Gruet Winery is best known for producing some of the US’s favourite Méthode Champenoise sparkling wines, but did you know that they make an exceptional collection of stills, as well? With Pinot Noir and Chardonnay grapes grown exclusively in New Mexico, the quality of which I have written numerous times, Gruet was established in 1984 by acclaimed French champagne maker Gilbert Gruet, and run under the expertise of his son, the winemaker, Laurent Gruet. But the state’s winemaking history goes back over 400 years, far longer than the history of the United States as a country. New Mexico’s desert landscape, high elevation, fertile soil and dramatic temperature swings provide ideal growing conditions, something Spanish monks of the 1600s recognized when they smuggled vines out of their homeland to plant in the new Americas. Today, Gruet has partnered with the local indigenous population of the Pueblo of Santa Ana and others to grow grapes to the unique specifications of the winemaker.

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Summer Gazpacho with Feta and Oregano

I adore soup, and not only in the winter! I make so many different varieties of chilled summer soups – from Zucchini Vichyssoise, to carrot soup, to cucumber and yogurt soup – but the King of all summer soups has to be Gazpacho. And it’s my favourite, too – not only because the leftovers make a killer Bloody Mary. (Just add 2 ounces of vodka to a tall glass and pour in the soup. Then garnish with any of your favourite Bloody Mary accoutrements!)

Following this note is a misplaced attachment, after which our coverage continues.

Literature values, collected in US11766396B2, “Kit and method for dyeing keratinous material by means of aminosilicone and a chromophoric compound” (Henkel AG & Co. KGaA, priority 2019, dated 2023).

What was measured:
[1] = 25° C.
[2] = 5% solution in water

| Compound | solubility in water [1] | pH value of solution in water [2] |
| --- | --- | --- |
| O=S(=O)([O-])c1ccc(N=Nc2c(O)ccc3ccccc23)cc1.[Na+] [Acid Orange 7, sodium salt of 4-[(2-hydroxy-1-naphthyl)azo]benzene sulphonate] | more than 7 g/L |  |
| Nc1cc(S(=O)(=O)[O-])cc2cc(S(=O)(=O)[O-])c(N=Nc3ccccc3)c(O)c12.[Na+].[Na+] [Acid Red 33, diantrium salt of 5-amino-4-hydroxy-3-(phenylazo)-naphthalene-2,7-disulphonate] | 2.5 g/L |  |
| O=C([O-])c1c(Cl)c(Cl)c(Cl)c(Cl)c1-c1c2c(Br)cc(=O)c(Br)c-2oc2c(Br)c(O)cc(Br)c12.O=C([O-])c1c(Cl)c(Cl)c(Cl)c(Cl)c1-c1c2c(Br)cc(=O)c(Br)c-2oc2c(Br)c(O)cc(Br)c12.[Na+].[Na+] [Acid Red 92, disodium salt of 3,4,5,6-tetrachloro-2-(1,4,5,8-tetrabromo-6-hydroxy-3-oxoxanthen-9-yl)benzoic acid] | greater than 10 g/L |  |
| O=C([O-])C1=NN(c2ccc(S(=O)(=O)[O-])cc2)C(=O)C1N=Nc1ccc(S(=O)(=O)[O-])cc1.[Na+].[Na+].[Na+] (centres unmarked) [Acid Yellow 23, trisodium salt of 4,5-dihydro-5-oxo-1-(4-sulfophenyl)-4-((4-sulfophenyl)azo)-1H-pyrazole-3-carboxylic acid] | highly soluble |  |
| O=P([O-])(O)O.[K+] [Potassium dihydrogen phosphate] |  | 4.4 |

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Borrowed Time Chardonnay

When it comes to wine, I can’t think of one that’s more derisive than Chardonnay.  Some people love it while others can’t stand it.  Both sides are adamant about their opinions on the matter and absolutely no one is on the fence.  Thanks to mass production and the Chardonnay “boom” of the 1980s and 1990s, many of us associate the wine with the glasses of golden elixir, ever-present in our tipsy aunts’ hands at family gatherings.  It’s a shame, really, because Chardonnay has so much to offer than to be typecast in such a disparaging roll.  It’s the primary grape in Champagne, after all. Continue reading “Borrowed Time Chardonnay”

Bone Broth Beauty Elixir

We all know that beauty starts with good health.  The first signs of disease or imbalance in the body often reveal themselves through our skin.  And good health starts in the kitchen, so it’s safe to say, then, that beauty starts in the kitchen. Continue reading “Bone Broth Beauty Elixir”

Caring for Roses